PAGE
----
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Submitted by TSJ72 on


 I am looking for suggestions on structuring my staff meetings with my team that is really 3 separate teams.

I manage a group of 12 engineers that support a high tech manufacturing line.  Three segments of the line are supported by 3 sub teams within my group.  There is ~20% overlap in responsibilities between the groups, mostly line wide topics or issues that span multiple segments of the line.  I have been in the position for ~1 year and have been having weekly O3's with all the team members.  I have not rolled out the rest of the trinity.  

For the first 9 months I had weekly 90 min staff meetings.  I have found that it is difficult to keep everyone engaged in the meetings because sometimes the content is focused on one particular sub team. At the beginning of the year, based on input from the team, I changed this to a 60 min staff meeting every other week and then asked that the lead of each sub team to have a separate meeting.  The result is that the sub teams meet either once a month or every two weeks. I am not able to attend all of the sub team meetings due to schedule conflicts.  

I am concerned that this structure is not fostering the level of collaboration that I would like to have.  Does anyone have a similar situation, and how do you structure your meetings?


SuzanneB's picture

I have a sort of similar set-up - two directs who are each supervisors of separate teams and sometimes work overlaps. 

It sounds like the first issue is that you need an agenda.  Knowing in advance what the topics are will help decide who should be there.  Even if it's just 24 hours in advance.  Perhaps the structure could be a 60 minute meeting with an agenda something like this:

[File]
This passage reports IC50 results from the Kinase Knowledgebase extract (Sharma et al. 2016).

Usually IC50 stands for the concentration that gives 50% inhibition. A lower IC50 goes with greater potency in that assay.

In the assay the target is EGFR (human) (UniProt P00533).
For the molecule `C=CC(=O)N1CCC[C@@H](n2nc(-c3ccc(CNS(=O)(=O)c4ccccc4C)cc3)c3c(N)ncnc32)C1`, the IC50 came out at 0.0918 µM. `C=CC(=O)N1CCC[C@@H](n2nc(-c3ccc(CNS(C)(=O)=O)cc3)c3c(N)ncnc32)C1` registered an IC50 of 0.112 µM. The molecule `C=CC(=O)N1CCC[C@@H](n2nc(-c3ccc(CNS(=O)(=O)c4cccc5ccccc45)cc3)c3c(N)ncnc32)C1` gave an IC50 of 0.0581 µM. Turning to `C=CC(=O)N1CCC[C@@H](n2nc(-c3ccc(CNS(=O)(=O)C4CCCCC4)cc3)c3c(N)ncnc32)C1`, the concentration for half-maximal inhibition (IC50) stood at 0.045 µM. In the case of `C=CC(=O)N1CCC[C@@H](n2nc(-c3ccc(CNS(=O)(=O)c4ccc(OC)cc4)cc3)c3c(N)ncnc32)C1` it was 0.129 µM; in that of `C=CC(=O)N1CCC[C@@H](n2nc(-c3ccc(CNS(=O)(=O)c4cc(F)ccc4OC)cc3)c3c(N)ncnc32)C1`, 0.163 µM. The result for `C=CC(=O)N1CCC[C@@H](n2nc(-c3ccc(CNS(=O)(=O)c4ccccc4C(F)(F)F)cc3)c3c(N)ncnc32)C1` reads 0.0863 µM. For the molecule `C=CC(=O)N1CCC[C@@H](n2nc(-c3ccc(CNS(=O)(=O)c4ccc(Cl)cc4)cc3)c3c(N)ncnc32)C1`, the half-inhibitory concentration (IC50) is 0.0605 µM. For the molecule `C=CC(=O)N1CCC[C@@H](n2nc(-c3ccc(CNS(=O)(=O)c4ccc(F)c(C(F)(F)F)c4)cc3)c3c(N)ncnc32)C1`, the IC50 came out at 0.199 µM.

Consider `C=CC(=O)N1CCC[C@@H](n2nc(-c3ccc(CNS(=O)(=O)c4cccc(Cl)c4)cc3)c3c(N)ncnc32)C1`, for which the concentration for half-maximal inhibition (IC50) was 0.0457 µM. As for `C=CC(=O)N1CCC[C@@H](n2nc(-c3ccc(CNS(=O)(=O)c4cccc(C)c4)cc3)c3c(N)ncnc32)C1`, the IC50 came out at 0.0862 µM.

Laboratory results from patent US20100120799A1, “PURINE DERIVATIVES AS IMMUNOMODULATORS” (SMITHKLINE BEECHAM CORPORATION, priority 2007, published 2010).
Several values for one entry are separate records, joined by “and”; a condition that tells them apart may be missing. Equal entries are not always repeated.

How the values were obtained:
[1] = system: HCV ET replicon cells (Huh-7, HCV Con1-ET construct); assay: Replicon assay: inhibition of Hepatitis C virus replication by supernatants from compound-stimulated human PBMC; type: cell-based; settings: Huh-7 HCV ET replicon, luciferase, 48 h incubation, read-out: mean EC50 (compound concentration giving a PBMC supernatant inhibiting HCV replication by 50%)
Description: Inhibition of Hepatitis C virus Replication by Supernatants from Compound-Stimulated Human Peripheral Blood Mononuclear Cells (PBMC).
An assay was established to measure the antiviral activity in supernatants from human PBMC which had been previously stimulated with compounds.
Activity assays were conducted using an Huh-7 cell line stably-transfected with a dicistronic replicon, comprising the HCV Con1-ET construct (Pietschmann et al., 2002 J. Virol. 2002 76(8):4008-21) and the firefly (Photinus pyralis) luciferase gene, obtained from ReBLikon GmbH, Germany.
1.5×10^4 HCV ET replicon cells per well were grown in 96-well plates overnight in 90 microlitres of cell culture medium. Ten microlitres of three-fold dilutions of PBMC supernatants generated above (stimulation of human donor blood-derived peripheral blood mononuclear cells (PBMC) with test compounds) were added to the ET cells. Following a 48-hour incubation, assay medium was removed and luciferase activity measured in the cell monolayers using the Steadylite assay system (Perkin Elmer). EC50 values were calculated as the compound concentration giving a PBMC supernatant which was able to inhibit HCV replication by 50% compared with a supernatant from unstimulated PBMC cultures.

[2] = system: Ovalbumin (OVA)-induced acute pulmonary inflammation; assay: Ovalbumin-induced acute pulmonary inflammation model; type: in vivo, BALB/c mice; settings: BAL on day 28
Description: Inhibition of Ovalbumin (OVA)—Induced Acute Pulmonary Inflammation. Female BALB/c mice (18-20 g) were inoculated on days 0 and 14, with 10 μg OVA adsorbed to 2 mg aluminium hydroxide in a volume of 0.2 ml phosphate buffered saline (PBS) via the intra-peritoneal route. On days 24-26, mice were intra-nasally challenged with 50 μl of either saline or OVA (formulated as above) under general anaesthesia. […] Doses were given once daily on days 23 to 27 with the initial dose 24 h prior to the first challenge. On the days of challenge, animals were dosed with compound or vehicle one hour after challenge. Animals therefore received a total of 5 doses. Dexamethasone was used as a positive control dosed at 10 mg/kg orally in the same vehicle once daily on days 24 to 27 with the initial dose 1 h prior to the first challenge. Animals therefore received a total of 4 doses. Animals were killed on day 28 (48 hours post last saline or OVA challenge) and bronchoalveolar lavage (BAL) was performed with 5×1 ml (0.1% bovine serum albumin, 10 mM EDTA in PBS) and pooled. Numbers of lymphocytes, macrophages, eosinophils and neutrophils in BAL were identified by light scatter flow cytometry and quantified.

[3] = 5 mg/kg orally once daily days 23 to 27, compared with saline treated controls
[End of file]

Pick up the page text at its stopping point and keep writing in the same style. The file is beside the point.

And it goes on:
15 min - Specific Topics to Team A (only Team A attends)

15 min - General topics (top-down communication, reminders, general stuff for everyone (all attend)

15 min - Specifc Topics to Team B (Team B & C attend - if B&C are mostly closely aligned)

15 min - Specific Topics to Team C (only Team C attends)


Or something like a 20 minute weekly meeting with everyone (do you really need 60?) and 3 other 20 minute meetings with each team about specifics?

Sullivja's picture

I have had the same difficulty with team members being interested in the reports of others at team meetings. I manage a team of 11, 6 of whom are my directs, the other 5 report to one of my directs. We work across two locations 80km apart, have people performing three different specialist functions and all work different roster & shift patterns. There is much less than 20% overlap in responsibilities. At my team meeting a person representing each specialist area reports to the group and I provide the top down communication part. The one or two people at the smaller site call in.

Whilst my team meetings are far from perfect I find that people do get involved when others are providing reports for their team. This has taken over a year to achieve and many times I have been tempted to change the structure, or cancel the whole thing. I haven't and have persisted with the same structure. It seems to have worked, but ever so slowly. I have given feedback when people have provided input on others reports/ asked questions/ offered help. All behaviours I associate with collaboration and team effectiveness.

My recommendation is rather than seperate  the groups, keep them together and provide feedback when you see the behaviours you associate with collaboration. Use feedback to encourage people to behave in a collaborative manner.